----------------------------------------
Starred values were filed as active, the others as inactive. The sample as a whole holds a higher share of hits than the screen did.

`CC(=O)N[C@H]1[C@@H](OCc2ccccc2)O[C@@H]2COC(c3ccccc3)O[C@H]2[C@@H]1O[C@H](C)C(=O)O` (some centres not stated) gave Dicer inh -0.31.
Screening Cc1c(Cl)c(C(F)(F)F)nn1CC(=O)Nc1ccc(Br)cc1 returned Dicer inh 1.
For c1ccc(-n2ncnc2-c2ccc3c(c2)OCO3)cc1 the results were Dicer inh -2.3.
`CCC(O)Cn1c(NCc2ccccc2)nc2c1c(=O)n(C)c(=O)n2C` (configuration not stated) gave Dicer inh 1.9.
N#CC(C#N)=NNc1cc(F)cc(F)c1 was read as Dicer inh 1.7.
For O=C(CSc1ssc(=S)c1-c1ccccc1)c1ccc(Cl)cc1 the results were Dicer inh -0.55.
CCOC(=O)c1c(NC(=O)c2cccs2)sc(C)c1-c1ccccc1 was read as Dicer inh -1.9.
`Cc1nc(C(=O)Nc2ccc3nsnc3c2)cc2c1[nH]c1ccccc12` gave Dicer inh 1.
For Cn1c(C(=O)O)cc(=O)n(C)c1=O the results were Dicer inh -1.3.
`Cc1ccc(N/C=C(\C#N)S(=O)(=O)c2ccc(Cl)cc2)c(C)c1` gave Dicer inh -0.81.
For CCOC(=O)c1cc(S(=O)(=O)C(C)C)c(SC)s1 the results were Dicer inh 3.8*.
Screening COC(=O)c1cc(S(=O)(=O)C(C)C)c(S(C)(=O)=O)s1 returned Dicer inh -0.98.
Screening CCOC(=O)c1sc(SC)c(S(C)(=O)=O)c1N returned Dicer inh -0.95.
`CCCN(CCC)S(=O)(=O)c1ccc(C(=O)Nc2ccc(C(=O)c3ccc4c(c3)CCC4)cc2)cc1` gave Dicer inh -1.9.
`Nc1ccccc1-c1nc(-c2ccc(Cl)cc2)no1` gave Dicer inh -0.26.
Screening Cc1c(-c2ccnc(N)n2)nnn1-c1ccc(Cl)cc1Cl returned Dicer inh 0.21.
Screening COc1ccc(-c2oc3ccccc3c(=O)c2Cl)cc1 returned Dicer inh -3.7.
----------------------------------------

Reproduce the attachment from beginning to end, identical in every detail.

Starred values were filed as active, the others as inactive. The sample as a whole holds a higher share of hits than the screen did.

`CC(=O)N[C@H]1[C@@H](OCc2ccccc2)O[C@@H]2COC(c3ccccc3)O[C@H]2[C@@H]1O[C@H](C)C(=O)O` (some centres not stated) gave Dicer inh -0.31.
Screening Cc1c(Cl)c(C(F)(F)F)nn1CC(=O)Nc1ccc(Br)cc1 returned Dicer inh 1.
For c1ccc(-n2ncnc2-c2ccc3c(c2)OCO3)cc1 the results were Dicer inh -2.3.
`CCC(O)Cn1c(NCc2ccccc2)nc2c1c(=O)n(C)c(=O)n2C` (configuration not stated) gave Dicer inh 1.9.
N#CC(C#N)=NNc1cc(F)cc(F)c1 was read as Dicer inh 1.7.
For O=C(CSc1ssc(=S)c1-c1ccccc1)c1ccc(Cl)cc1 the results were Dicer inh -0.55.
CCOC(=O)c1c(NC(=O)c2cccs2)sc(C)c1-c1ccccc1 was read as Dicer inh -1.9.
`Cc1nc(C(=O)Nc2ccc3nsnc3c2)cc2c1[nH]c1ccccc12` gave Dicer inh 1.
For Cn1c(C(=O)O)cc(=O)n(C)c1=O the results were Dicer inh -1.3.
`Cc1ccc(N/C=C(\C#N)S(=O)(=O)c2ccc(Cl)cc2)c(C)c1` gave Dicer inh -0.81.
For CCOC(=O)c1cc(S(=O)(=O)C(C)C)c(SC)s1 the results were Dicer inh 3.8*.
Screening COC(=O)c1cc(S(=O)(=O)C(C)C)c(S(C)(=O)=O)s1 returned Dicer inh -0.98.
Screening CCOC(=O)c1sc(SC)c(S(C)(=O)=O)c1N returned Dicer inh -0.95.
`CCCN(CCC)S(=O)(=O)c1ccc(C(=O)Nc2ccc(C(=O)c3ccc4c(c3)CCC4)cc2)cc1` gave Dicer inh -1.9.
`Nc1ccccc1-c1nc(-c2ccc(Cl)cc2)no1` gave Dicer inh -0.26.
Screening Cc1c(-c2ccnc(N)n2)nnn1-c1ccc(Cl)cc1Cl returned Dicer inh 0.21.
Screening COc1ccc(-c2oc3ccccc3c(=O)c2Cl)cc1 returned Dicer inh -3.7.